The Torah’s prescription for parks and recreation

While the Israelites were still wandering in the desert, they were planning how to build their new lives when reaching the destination. They were about to cross the Jordan river near Jericho, when God tells Moses where each tribe shall live and how the cities for the Levites should be planned. It applied to all cities to be built in the future, said the Maimonides. The cities should have a certain percent of open areas around for parkland. It was meant as areas to beautify the city with flowers and bushes and trees. Around this an area for agricultural land; for fields and vineyards. The point was to leave a specific area around a city for greenery and recreation for city residents. 

The Five Books of Moses, the Torah, is a 3,500 year old regulation on how to live, even how to build our cities. The creator of the Universe knows we need the beauty of nature and its fragrances for our physical and mental health.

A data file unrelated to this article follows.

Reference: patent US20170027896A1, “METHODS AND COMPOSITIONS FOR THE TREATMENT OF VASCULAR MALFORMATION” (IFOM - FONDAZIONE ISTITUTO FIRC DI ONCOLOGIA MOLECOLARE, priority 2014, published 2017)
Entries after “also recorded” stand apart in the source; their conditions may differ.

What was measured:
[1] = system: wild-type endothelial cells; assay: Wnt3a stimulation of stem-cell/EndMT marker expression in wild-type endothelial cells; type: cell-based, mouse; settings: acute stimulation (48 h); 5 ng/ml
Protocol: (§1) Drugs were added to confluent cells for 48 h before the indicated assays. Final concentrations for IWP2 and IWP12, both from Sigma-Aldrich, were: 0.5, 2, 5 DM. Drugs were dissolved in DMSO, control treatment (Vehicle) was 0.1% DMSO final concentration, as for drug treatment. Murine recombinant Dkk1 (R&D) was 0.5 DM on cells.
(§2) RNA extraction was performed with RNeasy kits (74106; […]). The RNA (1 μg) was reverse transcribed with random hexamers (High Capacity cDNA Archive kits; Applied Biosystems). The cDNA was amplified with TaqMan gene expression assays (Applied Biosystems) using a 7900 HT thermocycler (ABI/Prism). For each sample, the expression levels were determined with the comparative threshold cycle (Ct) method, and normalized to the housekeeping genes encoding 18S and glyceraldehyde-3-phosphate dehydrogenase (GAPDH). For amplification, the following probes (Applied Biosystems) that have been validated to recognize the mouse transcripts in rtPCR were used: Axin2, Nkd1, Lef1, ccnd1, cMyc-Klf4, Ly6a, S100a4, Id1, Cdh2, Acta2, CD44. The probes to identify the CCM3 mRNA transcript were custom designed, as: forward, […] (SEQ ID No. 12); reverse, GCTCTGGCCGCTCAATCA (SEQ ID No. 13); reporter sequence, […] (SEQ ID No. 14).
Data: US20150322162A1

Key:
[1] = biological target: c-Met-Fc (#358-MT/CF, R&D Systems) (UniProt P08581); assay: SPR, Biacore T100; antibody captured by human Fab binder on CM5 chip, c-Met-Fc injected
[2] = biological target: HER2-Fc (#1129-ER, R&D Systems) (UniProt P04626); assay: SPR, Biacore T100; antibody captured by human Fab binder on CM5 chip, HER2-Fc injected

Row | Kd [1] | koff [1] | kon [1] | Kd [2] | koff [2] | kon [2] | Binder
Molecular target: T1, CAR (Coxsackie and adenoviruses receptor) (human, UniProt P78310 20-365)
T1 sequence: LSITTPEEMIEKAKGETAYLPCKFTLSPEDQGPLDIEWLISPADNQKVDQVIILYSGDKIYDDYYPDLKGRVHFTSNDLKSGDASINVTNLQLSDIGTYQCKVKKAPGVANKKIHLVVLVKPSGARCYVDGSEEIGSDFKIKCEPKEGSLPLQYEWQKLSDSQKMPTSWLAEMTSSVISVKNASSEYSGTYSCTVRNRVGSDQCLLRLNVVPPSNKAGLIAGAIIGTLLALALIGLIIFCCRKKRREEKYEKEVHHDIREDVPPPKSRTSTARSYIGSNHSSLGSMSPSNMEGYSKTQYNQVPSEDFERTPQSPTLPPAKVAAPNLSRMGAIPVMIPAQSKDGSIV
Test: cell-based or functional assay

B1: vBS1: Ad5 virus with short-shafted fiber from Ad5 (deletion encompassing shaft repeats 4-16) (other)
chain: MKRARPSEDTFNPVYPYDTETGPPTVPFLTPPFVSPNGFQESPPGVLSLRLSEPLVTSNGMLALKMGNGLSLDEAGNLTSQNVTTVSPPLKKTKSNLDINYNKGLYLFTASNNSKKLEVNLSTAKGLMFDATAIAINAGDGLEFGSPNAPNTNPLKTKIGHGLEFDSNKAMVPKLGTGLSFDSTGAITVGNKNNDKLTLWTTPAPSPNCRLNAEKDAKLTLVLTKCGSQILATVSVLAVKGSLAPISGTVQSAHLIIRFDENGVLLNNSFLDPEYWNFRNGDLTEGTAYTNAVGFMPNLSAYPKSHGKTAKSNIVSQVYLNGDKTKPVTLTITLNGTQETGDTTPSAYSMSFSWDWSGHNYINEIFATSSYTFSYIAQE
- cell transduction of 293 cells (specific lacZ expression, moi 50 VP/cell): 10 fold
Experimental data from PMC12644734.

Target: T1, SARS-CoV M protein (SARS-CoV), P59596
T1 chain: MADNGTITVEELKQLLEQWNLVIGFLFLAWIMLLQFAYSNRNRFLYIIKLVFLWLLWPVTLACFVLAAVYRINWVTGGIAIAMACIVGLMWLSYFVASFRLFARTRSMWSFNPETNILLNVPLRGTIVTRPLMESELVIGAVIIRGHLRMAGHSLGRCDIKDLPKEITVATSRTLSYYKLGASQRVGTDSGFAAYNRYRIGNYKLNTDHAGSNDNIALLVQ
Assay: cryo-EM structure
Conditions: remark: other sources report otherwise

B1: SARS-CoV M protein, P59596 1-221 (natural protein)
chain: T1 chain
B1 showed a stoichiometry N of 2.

Sometimes, even in a busy city, the air is filled with the strong aroma of the tiny and night blooming jasmine, and sometimes, if we are lucky, we can smell the beautiful gardenia flower. These two fragrances, in my opinion, are the most outstanding fragrances on earth. It is so important, wherever we live, to put away our phones and gadgets once in a while to experience and feel the natural world around us.

It is with full right the Torah is called The Tree of Life, because it gives regulations on all areas of life, where everything is to our own benefit and wellbeing. The 304,805 letters of the Torah, dictated by God to Moses, have been carefully guarded by the Jewish people. So much so that there has been nothing like it in history or in any religion. Writing a Torah scroll by hand has to be completely free of human error to be valid and kosher. Moses wrote 13 separate Torah Scrolls during his life time. Twelve he gave to each of the Tribes. The 13th was placed in the Ark of the Covenant.

Master of the Universe, the source of all life, gave us the greatest gift. Its’ wisdom provides harmony to all who engage in it. Having tasted true life, one cannot be satisfied without it. Shabbat Shalom!

About the Author
Born in Finland, Ruth Brunell lived in Australia for some time. She settled in Israel in 1996 with her husband and four daughters, and now lives in Jerusalem. Ruth has a variety of professions: cook, interior designer, and real estate agent.
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